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What To Do When A Painful Heel Keeps You Off Of Your Feet

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A large tendon, called the Achilles tendon, connects your heel to the bottom of your calf muscle. Should this tendon become irritated, the pain created might keep you from putting any weight on your foot. Here is what you need to know about this painful condition and how to deal with it should you wake up with a painful heel.

What the Achilles Tendon Does For You

This tendon controls the movement of your foot up and down. It is essential for proper foot movement when walking and running. It also helps to maintain the shape of your arch, which acts as a shock absorber when you place your foot on the ground.

Irritation of This Tendon

When this tendon is irritated frequently or over a long period of time, the tissue becomes painful and inflamed. Some of the common ways this tendon is irritated include:

  • Insufficient stretching of the muscles in your legs and feet before walking, running or exercising.
  • Putting stress on your Achilles tendon when it is cold.
  • Overworking your foot and leg muscles during strenuous activities or exercise.
  • Shoes that rub on the area over the Achilles tendon.

Symptoms of Achilles Tendonitis

When sufficiently irritated, this tendon contracts slightly, causing your foot to feel stiff. Other common symptoms of Achilles tendonitis include:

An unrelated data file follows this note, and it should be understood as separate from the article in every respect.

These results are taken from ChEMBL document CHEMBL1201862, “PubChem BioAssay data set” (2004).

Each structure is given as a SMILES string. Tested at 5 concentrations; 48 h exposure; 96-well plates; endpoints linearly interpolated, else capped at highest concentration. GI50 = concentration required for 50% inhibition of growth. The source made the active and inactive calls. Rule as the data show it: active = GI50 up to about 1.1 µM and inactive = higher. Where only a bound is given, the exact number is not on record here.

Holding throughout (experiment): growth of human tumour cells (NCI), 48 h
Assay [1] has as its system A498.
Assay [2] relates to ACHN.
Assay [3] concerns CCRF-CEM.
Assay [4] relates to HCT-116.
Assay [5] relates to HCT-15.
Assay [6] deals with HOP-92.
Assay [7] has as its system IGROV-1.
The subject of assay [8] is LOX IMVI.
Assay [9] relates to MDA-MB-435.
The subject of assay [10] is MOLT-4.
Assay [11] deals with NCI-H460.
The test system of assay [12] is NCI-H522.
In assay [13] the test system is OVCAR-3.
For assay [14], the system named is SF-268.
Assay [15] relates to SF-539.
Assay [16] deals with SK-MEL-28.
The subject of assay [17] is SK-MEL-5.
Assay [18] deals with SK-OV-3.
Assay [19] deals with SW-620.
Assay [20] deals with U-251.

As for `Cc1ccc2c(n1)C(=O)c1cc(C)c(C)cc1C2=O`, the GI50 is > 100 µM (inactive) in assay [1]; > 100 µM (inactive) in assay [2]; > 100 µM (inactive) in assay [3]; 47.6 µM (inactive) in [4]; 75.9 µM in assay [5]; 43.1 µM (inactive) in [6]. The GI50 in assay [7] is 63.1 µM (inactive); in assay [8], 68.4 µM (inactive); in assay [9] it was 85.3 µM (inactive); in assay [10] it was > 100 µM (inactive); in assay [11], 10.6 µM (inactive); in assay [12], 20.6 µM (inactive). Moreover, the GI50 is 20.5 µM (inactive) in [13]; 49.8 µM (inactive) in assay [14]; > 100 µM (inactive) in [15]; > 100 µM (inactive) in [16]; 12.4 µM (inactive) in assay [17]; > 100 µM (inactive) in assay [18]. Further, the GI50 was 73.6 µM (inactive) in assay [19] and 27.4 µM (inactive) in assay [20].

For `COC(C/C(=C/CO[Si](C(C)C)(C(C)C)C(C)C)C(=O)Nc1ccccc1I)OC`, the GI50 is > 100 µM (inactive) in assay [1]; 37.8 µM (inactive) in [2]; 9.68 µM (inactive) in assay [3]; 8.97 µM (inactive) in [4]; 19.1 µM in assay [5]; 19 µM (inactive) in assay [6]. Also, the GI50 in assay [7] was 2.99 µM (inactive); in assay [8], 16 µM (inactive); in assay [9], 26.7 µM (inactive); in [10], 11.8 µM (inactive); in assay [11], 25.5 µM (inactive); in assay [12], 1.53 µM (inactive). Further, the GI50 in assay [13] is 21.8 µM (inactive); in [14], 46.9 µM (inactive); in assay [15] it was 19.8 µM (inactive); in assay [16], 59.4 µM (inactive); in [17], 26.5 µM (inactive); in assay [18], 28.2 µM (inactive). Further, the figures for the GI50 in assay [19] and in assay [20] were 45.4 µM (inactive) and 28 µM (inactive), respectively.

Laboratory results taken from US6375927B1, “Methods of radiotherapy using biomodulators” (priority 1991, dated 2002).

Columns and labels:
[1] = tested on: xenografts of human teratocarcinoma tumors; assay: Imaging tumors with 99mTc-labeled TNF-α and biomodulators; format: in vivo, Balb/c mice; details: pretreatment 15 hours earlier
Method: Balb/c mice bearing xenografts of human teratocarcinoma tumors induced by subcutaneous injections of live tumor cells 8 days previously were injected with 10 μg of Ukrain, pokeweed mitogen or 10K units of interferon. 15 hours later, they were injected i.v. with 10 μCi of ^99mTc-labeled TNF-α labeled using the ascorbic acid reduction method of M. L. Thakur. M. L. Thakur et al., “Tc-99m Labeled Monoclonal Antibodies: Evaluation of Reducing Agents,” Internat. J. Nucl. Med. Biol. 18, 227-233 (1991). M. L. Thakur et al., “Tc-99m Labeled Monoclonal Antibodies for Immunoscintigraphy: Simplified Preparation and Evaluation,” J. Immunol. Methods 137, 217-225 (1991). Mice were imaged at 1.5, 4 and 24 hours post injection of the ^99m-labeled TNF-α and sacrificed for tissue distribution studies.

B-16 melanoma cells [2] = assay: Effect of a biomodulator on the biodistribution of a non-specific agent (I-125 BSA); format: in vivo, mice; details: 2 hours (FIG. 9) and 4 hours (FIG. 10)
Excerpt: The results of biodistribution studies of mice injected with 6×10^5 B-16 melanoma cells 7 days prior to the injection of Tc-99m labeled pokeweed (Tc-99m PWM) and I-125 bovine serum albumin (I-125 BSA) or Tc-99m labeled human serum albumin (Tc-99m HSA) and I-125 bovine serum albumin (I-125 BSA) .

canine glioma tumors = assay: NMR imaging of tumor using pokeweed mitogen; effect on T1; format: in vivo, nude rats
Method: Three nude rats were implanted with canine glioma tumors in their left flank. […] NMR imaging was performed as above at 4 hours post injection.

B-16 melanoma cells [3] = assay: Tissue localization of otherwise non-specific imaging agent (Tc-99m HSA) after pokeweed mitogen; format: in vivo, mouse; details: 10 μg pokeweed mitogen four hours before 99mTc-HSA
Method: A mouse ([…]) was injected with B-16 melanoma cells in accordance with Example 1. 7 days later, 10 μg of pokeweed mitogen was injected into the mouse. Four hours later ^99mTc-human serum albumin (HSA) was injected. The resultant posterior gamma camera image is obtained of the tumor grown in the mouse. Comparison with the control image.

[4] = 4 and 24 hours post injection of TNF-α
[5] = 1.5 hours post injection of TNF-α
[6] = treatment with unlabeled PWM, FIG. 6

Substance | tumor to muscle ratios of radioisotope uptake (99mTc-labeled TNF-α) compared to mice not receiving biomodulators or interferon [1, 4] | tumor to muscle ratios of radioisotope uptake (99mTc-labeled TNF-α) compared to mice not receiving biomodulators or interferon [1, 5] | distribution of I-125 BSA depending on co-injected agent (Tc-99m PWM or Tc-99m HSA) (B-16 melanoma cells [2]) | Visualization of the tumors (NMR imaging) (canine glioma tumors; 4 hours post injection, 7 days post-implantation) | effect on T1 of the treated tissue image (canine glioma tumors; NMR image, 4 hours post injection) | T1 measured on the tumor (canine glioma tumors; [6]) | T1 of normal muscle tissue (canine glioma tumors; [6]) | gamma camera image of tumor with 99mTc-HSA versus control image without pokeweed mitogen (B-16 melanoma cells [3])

• A dull ache from the bottom of your calf muscle to your heel.
  • Warmth and redness in your heel from the inflammation caused by the irritation.
  • Intense pain when you press on either end of the tendon.
  • Pain that radiates up into your calf and lower leg.
  • Your foot may collapse when you put weight on it as the tendon contracts and becomes painful.

Treating This Painful Tendon Issue

Should you wake up with a painful Achilles tendon, or it develops while working or exercising, try the following for short-term relief:

  • Hold ice packs on the tendon to reduce inflammation.
  • Using your hands, slowly flex your foot up and down to stretch out the tense and contracted tendon.
  • Take an anti-inflammatory medication, such as ibuprofen.

If the painful condition persists or frequently returns, a visit to you podiatrist will get you these treatment recommendations:

  • Custom shoe inserts to support your heel and remove the tension from the tendon.
  • Physical therapy on the lower leg and foot muscles to strengthen them so they can better support your foot.

If this painful condition is due to an injury that resulted in tears in your Achilles tendon, you may need to wear shoe inserts or an ankle brace to support the tendon as it heals.

For more information, visit a local healthcare clinic near you, such as High Desert Foot & Ankle Clinic - Wonsik Y Bollmann DPM.